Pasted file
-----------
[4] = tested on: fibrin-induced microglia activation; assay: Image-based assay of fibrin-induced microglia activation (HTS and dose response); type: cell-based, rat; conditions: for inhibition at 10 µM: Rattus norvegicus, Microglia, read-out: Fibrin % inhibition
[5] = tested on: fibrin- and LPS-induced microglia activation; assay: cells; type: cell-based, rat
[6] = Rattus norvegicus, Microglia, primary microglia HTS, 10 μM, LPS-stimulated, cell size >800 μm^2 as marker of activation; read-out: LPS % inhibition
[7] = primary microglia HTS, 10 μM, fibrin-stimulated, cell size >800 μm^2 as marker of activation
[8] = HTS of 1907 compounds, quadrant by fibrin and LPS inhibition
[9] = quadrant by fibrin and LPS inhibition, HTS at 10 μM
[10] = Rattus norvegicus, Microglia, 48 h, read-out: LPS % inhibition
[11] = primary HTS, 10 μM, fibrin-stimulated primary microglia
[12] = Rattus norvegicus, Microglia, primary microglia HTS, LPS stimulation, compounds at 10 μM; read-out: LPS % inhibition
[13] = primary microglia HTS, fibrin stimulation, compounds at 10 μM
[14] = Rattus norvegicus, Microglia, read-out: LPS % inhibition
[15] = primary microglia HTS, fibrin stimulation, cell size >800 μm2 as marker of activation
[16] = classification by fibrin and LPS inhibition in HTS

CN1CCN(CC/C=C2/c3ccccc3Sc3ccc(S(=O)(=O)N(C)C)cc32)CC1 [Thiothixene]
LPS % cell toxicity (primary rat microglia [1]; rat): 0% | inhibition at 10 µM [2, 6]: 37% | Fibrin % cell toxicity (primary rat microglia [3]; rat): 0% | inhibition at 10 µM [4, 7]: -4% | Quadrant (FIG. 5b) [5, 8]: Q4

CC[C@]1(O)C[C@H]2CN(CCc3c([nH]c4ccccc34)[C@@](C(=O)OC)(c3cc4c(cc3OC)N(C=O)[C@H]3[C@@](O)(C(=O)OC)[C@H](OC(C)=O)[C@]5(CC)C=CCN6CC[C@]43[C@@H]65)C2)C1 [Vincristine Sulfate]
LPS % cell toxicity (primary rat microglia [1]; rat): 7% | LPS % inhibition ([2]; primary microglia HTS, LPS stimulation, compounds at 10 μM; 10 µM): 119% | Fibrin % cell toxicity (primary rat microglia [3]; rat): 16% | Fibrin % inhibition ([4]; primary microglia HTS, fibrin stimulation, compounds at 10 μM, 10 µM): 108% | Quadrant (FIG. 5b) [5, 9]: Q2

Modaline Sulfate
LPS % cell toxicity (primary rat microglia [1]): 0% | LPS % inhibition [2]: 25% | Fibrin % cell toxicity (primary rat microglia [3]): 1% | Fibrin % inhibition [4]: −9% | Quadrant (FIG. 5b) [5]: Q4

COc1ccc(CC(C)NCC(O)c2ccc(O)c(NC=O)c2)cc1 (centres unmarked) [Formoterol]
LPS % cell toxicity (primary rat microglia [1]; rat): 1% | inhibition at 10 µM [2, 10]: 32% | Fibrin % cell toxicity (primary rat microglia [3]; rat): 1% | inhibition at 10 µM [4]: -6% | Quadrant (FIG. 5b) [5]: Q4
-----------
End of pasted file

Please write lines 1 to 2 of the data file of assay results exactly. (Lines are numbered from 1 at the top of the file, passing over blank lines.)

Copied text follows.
[4] = tested on: fibrin-induced microglia activation; assay: Image-based assay of fibrin-induced microglia activation (HTS and dose response); type: cell-based, rat; conditions: for inhibition at 10 µM: Rattus norvegicus, Microglia, read-out: Fibrin % inhibition
[5] = tested on: fibrin- and LPS-induced microglia activation; assay: cells; type: cell-based, rat